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Winter equine care

  • Horse in snow

    Winter equine care

    Cold months mean horse owners should be wary of equine herpes spread

The chill of winter means horse owners should be on guard against a virus that can result in ​​neurological disease, respiratory disease, and death in young horses.

Equine Herpesvirus Myeloencephalopathy (EHM), the neurologic form of the equine herpes virus type 1 (EHV-1), has a predilection for cool, damp environments, which is why cases pop up in the colder months of the year. Two cases of the disease were reported in Minnesota in January, both located in the southern half of the state. 

EHV-1 can be spread directly from horse to horse via nasal secretions or indirectly through contaminated objects such as shared feed buckets, water troughs, and human clothing. While the virus is relatively unstable in the environment and readily killed by heat, sunlight, and most common disinfectants, it can find protection in moist organic material such as bedding and manure.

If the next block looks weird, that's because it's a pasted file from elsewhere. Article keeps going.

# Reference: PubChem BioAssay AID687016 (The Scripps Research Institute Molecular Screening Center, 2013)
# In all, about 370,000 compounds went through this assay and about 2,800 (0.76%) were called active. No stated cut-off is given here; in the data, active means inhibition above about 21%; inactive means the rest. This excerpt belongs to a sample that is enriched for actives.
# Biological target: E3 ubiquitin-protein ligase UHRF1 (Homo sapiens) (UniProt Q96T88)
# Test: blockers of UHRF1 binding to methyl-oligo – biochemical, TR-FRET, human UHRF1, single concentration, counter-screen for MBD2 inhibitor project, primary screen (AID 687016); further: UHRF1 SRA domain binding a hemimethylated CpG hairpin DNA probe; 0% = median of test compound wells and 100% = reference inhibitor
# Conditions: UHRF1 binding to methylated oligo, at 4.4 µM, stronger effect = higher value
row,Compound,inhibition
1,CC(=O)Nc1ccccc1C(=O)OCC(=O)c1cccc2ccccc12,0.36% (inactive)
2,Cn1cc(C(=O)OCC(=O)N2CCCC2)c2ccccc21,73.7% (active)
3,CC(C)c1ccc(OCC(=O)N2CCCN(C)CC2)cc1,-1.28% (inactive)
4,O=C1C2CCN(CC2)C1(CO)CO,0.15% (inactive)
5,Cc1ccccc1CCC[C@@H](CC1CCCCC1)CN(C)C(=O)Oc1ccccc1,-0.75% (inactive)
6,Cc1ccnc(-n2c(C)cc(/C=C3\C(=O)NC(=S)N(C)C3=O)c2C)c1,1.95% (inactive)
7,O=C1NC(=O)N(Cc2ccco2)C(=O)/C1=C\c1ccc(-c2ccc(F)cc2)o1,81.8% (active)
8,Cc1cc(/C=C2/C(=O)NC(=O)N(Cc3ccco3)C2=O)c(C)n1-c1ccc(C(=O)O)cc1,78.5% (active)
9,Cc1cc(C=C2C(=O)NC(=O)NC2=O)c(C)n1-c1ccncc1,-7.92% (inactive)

Horses that travel are at the highest risk of developing EHV infections, though all horses have likely been exposed as foals and any horse can become infected and spread the virus.

Rapid identification and isolation of infective horses are imperative to stopping the spread. Good vaccination and biosecurity protocols can minimize the impact of EHV-1. Kuhle recommends talking to your veterinarian about how to protect your horse.

Remember that EHM is reportable in the state of Minnesota and the Board of Animal Health must be notified of any horses that test positive for EHM.


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